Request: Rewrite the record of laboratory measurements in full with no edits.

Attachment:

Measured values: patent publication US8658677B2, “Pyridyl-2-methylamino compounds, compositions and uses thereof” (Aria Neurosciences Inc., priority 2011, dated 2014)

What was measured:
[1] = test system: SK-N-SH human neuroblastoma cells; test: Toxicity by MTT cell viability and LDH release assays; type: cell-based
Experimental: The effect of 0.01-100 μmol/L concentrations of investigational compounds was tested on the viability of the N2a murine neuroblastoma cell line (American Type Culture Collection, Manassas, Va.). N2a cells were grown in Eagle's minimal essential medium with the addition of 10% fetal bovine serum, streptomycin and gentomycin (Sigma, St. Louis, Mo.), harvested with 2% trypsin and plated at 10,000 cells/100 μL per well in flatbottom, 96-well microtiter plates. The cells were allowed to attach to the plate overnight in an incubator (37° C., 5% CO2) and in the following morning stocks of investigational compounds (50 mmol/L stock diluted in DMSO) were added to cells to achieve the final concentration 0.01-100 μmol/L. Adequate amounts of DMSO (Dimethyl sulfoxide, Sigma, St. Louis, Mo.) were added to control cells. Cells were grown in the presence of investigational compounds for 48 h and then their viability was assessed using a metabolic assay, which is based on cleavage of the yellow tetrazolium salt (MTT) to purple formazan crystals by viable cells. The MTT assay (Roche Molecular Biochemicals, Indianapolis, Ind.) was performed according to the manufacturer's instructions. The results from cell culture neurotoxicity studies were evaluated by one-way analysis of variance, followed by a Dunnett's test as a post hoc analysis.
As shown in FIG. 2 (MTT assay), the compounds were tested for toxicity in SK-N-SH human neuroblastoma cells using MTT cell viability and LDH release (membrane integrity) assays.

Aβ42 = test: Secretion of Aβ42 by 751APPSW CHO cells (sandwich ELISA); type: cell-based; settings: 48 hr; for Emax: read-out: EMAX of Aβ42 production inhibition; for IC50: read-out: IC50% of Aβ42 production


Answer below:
Measured values: patent publication US8658677B2, “Pyridyl-2-methylamino compounds, compositions and uses thereof” (Aria Neurosciences Inc., priority 2011, dated 2014)

What was measured:
[1] = test system: SK-N-SH human neuroblastoma cells; test: Toxicity by MTT cell viability and LDH release assays; type: cell-based
Experimental: The effect of 0.01-100 μmol/L concentrations of investigational compounds was tested on the viability of the N2a murine neuroblastoma cell line (American Type Culture Collection, Manassas, Va.). N2a cells were grown in Eagle's minimal essential medium with the addition of 10% fetal bovine serum, streptomycin and gentomycin (Sigma, St. Louis, Mo.), harvested with 2% trypsin and plated at 10,000 cells/100 μL per well in flatbottom, 96-well microtiter plates. The cells were allowed to attach to the plate overnight in an incubator (37° C., 5% CO2) and in the following morning stocks of investigational compounds (50 mmol/L stock diluted in DMSO) were added to cells to achieve the final concentration 0.01-100 μmol/L. Adequate amounts of DMSO (Dimethyl sulfoxide, Sigma, St. Louis, Mo.) were added to control cells. Cells were grown in the presence of investigational compounds for 48 h and then their viability was assessed using a metabolic assay, which is based on cleavage of the yellow tetrazolium salt (MTT) to purple formazan crystals by viable cells. The MTT assay (Roche Molecular Biochemicals, Indianapolis, Ind.) was performed according to the manufacturer's instructions. The results from cell culture neurotoxicity studies were evaluated by one-way analysis of variance, followed by a Dunnett's test as a post hoc analysis.
As shown in FIG. 2 (MTT assay), the compounds were tested for toxicity in SK-N-SH human neuroblastoma cells using MTT cell viability and LDH release (membrane integrity) assays.

Aβ42 = test: Secretion of Aβ42 by 751APPSW CHO cells (sandwich ELISA); type: cell-based; settings: 48 hr; for Emax: read-out: EMAX of Aβ42 production inhibition; for IC50: read-out: IC50% of Aβ42 production